Wednesday, November 9, 2011

Hats Off to Young Artists!

    Youth in Arts and Arts Education International are teaming up for an innovative new take on pen-palling.  The 27 eighth-graders at Willow Creek Academy in Sausalito are participating in a “hat exchange” with 27 students of Arts Education International in Sierra Leone, West Africa. With the help of artist Keith “K-Dub” Williams, the students are designing and painting their own trucker hats to send to Sierra Leone, in exchange for a hat designed and painted by their pen-pal abroad.  The hats are accompanied by digital story-telling projects that feature the voice and picture of each student displaying their design and describing what it means to them.

    “The purpose of the exchange is to connect the kids YIA serves in Marin County with the children we serve in Africa through the arts,” says Sarah Geller, Executive Director of Arts Education International.  “We hope that this project will help the kids on both sides to articulate their own identity in a way that is fun and creative, and to consider that identity in a larger context of global awareness.”

    "We want youth to have a broader sense of the world around them, and what better way to do that than through an art exchange?" says Miko Lee, Executive Director of Youth in Arts.  "We view this as just the beginning of a strong partnership with Arts Education International."

    Frankie, a 13-year-old from San Rafael wrote “Latino” on the brim of his hat.  Frankie suggested that, perhaps, a student in Africa might not know what it means to be Latino in America.  “Latino means that I speak Spanish,” he explains to his pen-pal in his voice recording, “I’m Hispanic, and I’m from Guatemala.”

    Jennifer wants her pen-pal to know about her life as a 14-year old from Marin City.  “Living in America is not easy,” she explains in her spoken letter, “You have to earn your way through life.  If you want something, or have to buy something, you have to earn your way to get it.”  Painting stars on her hat she explains, “I designed it this way because no matter where you are or if people can see you, you’re always shining.”

    The eighth-graders at Willow Creek will receive the hats and stories from the children in Sierra Leone in January 2012.  For now, it seems that the experience is already a powerful one for the students involved.  As Adreaizana, age 12, records her letter to her pen-pal in Sierra Leone, she squints and focuses hard while looking out into the bay, as if imagining the distance her words and work will travel. “No matter where we are or how far apart, no matter how rich or poor,” she says, “we are all equal.”

Monday, October 31, 2011

"Child Labor in the City": A Play by Shola Sesay, performed by the AEI Drama Troupe in Makeni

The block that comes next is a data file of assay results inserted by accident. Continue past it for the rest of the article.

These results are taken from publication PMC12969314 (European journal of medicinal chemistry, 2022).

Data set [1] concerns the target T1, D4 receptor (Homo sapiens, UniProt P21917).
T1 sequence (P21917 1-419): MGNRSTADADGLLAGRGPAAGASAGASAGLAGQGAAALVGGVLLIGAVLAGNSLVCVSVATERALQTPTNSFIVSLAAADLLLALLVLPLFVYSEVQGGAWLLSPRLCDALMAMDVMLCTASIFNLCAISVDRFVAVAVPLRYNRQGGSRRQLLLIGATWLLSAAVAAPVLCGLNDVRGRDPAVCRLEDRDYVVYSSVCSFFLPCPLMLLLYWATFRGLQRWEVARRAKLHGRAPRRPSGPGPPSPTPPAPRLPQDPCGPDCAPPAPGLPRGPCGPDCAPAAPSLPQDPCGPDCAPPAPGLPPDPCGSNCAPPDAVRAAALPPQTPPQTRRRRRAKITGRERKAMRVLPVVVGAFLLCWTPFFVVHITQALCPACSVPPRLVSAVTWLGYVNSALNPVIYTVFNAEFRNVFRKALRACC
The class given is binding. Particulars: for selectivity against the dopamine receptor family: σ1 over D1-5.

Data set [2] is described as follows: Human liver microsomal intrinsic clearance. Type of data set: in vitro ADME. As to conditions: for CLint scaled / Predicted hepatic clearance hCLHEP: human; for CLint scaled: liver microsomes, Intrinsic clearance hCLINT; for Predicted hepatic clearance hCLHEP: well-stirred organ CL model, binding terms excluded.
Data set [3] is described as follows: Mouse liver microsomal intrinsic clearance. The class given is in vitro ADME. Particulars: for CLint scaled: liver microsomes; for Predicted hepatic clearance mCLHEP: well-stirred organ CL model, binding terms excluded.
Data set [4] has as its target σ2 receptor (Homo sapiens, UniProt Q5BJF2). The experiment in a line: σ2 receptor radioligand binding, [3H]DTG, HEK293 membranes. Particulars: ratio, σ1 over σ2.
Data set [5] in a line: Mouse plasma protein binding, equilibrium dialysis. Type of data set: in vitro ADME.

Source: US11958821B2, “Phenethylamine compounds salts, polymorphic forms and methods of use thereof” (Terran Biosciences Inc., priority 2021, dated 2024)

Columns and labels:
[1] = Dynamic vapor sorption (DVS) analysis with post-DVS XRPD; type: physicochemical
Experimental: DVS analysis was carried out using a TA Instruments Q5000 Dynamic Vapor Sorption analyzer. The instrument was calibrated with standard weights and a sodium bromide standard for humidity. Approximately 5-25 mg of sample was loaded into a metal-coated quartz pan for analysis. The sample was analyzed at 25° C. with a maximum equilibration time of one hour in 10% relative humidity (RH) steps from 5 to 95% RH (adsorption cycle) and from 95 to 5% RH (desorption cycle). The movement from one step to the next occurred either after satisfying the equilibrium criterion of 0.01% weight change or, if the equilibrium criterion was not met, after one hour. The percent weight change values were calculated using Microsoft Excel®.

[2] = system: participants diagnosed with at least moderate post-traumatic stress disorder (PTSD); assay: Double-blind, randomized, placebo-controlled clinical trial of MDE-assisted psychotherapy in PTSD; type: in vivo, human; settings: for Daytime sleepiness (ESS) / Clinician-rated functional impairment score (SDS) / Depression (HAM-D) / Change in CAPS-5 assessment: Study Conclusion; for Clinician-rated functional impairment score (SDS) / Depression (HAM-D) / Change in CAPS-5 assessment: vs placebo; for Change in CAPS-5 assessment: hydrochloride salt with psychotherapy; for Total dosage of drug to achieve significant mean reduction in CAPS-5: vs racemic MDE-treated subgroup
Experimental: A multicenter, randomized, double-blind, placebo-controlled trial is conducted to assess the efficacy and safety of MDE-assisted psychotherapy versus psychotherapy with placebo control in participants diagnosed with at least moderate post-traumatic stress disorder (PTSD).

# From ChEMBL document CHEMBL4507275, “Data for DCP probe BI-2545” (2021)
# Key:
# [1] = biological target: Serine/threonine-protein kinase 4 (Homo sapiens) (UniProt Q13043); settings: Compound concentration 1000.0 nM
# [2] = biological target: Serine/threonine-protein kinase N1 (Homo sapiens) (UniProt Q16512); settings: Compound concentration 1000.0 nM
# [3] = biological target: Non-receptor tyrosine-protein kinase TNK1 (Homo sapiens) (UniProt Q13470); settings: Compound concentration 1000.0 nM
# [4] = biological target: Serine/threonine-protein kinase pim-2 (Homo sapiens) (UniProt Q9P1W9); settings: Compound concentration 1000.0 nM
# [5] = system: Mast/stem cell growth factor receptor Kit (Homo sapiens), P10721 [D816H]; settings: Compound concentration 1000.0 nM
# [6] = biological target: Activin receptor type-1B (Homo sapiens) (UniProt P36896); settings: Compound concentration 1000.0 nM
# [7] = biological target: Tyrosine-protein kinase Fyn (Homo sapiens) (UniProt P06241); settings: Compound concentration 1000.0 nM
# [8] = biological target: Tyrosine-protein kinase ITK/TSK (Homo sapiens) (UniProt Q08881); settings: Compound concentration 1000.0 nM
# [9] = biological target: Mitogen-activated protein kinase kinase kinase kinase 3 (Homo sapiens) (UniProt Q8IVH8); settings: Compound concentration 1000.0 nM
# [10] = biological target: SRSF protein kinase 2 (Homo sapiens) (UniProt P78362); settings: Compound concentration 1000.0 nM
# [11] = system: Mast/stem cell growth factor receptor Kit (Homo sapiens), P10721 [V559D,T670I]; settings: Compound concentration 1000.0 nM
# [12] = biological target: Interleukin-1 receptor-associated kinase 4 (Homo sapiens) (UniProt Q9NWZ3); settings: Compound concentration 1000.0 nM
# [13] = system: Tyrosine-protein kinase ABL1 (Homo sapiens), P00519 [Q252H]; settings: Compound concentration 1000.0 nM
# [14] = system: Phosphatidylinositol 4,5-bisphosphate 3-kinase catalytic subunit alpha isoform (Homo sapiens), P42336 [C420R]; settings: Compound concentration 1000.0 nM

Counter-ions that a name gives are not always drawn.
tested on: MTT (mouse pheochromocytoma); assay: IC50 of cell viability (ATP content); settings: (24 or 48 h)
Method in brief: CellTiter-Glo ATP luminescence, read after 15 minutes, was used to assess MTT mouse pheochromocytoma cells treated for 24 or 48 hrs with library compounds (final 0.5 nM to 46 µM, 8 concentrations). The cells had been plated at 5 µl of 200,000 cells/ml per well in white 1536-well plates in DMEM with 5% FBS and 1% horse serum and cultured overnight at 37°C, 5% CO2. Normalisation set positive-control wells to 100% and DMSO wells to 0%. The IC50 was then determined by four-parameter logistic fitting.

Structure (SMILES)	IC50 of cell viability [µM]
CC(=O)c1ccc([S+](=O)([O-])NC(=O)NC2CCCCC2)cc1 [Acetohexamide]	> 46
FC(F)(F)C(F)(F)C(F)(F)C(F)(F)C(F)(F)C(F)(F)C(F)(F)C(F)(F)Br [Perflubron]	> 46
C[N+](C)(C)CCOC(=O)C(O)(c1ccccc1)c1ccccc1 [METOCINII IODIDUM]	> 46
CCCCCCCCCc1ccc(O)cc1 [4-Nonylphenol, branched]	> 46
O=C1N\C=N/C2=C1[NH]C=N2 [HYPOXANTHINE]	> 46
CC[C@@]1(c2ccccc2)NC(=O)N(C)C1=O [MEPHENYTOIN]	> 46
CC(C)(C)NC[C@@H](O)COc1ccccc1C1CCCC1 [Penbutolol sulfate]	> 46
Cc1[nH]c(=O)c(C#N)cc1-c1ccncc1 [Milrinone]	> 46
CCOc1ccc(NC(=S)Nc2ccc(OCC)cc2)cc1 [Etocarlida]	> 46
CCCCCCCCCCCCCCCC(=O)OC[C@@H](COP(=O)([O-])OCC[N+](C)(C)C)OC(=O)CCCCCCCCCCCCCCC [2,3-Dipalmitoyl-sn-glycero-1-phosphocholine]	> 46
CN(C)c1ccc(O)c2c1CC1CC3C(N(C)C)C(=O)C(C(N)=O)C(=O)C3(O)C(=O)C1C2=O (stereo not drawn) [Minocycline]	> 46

Child Labor in the City
A Play by Shola Sesay and the AEI Drama Troupe in Makeni
AEI Drama workshops build on the traditional West African practice of social reform through public drama.  In this spirit, our workshops focus on child rights education, HIV and AIDS awareness, and peaceful conflict resolution.  The play Child Labor in the City, performed by the AEI Drama Troupe in Makeni, confronts an all-too-common issue in Sierra Leone: child labor and exploitation.  Many of the children we serve live with foster families that treat them as little more than indentured servants, refusing to pay school fees and demanding grueling physical labor in return for food and shelter.  For these children, our programs provide the only free education and vocational training opportunities available.
Act One
The play begins with a traditional welcome song, calling everyone in the community to come and watch the play.  In welcoming the fambul dem (a Krio term meaning literally “all family,” but used to refer to the community or nation) the children acknowledge the importance of the support and attention of their township peers and elders.
In the opening scene, we see a mother toiling on her farm in the village.  She is complaining that her work is so difficult, and that her finances are very poor.  She calls her two daughters, Fatu and Maggie, to come and sit with her, and laments that she can’t afford to send them to school.  As if hearing their plight, Auntie comes to visit from the city.  She takes pity on the family and offers to bring her two nieces to live with her in the city.  She says that she will pay their school fees so that they can be educated at the best primary school in the city.  The mother is so happy and agrees to send her children away.  She thanks her sister for making all of her dreams come true, and says goodbye to her children.
Act Two